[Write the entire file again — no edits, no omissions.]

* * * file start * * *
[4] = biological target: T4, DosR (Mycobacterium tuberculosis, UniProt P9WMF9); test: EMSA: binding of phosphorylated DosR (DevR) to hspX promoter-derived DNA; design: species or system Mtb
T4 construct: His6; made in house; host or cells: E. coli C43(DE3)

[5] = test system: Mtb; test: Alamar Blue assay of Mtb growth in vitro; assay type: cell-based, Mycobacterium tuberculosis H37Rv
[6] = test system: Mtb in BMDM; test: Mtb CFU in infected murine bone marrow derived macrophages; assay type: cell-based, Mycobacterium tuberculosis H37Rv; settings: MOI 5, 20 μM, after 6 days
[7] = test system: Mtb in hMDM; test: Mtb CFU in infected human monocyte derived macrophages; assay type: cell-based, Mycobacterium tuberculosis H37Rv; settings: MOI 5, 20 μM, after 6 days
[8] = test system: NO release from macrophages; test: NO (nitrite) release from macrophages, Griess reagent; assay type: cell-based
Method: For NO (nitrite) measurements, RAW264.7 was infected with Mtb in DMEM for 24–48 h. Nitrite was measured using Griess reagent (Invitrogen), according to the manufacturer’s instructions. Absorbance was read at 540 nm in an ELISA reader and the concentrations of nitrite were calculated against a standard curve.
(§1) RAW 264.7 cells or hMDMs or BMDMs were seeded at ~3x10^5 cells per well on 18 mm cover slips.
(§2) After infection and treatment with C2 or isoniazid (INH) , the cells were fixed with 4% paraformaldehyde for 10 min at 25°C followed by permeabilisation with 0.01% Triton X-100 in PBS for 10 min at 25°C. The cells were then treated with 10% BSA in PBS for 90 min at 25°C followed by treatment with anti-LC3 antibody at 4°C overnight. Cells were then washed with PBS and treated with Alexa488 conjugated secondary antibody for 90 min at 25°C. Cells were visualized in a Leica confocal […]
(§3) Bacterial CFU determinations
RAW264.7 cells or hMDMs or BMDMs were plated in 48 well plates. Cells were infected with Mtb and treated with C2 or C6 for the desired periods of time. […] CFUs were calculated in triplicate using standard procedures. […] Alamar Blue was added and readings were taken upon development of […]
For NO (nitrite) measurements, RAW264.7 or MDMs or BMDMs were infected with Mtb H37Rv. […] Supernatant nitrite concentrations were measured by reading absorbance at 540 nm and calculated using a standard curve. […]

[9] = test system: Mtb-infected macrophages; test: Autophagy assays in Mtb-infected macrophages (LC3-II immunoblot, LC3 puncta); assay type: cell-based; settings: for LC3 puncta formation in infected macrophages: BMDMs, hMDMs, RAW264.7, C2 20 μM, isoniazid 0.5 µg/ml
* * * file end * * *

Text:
[4] = biological target: T4, DosR (Mycobacterium tuberculosis, UniProt P9WMF9); test: EMSA: binding of phosphorylated DosR (DevR) to hspX promoter-derived DNA; design: species or system Mtb
T4 construct: His6; made in house; host or cells: E. coli C43(DE3)

[5] = test system: Mtb; test: Alamar Blue assay of Mtb growth in vitro; assay type: cell-based, Mycobacterium tuberculosis H37Rv
[6] = test system: Mtb in BMDM; test: Mtb CFU in infected murine bone marrow derived macrophages; assay type: cell-based, Mycobacterium tuberculosis H37Rv; settings: MOI 5, 20 μM, after 6 days
[7] = test system: Mtb in hMDM; test: Mtb CFU in infected human monocyte derived macrophages; assay type: cell-based, Mycobacterium tuberculosis H37Rv; settings: MOI 5, 20 μM, after 6 days
[8] = test system: NO release from macrophages; test: NO (nitrite) release from macrophages, Griess reagent; assay type: cell-based
Method: For NO (nitrite) measurements, RAW264.7 was infected with Mtb in DMEM for 24–48 h. Nitrite was measured using Griess reagent (Invitrogen), according to the manufacturer’s instructions. Absorbance was read at 540 nm in an ELISA reader and the concentrations of nitrite were calculated against a standard curve.
(§1) RAW 264.7 cells or hMDMs or BMDMs were seeded at ~3x10^5 cells per well on 18 mm cover slips.
(§2) After infection and treatment with C2 or isoniazid (INH) , the cells were fixed with 4% paraformaldehyde for 10 min at 25°C followed by permeabilisation with 0.01% Triton X-100 in PBS for 10 min at 25°C. The cells were then treated with 10% BSA in PBS for 90 min at 25°C followed by treatment with anti-LC3 antibody at 4°C overnight. Cells were then washed with PBS and treated with Alexa488 conjugated secondary antibody for 90 min at 25°C. Cells were visualized in a Leica confocal […]
(§3) Bacterial CFU determinations
RAW264.7 cells or hMDMs or BMDMs were plated in 48 well plates. Cells were infected with Mtb and treated with C2 or C6 for the desired periods of time. […] CFUs were calculated in triplicate using standard procedures. […] Alamar Blue was added and readings were taken upon development of […]
For NO (nitrite) measurements, RAW264.7 or MDMs or BMDMs were infected with Mtb H37Rv. […] Supernatant nitrite concentrations were measured by reading absorbance at 540 nm and calculated using a standard curve. […]

[9] = test system: Mtb-infected macrophages; test: Autophagy assays in Mtb-infected macrophages (LC3-II immunoblot, LC3 puncta); assay type: cell-based; settings: for LC3 puncta formation in infected macrophages: BMDMs, hMDMs, RAW264.7, C2 20 μM, isoniazid 0.5 µg/ml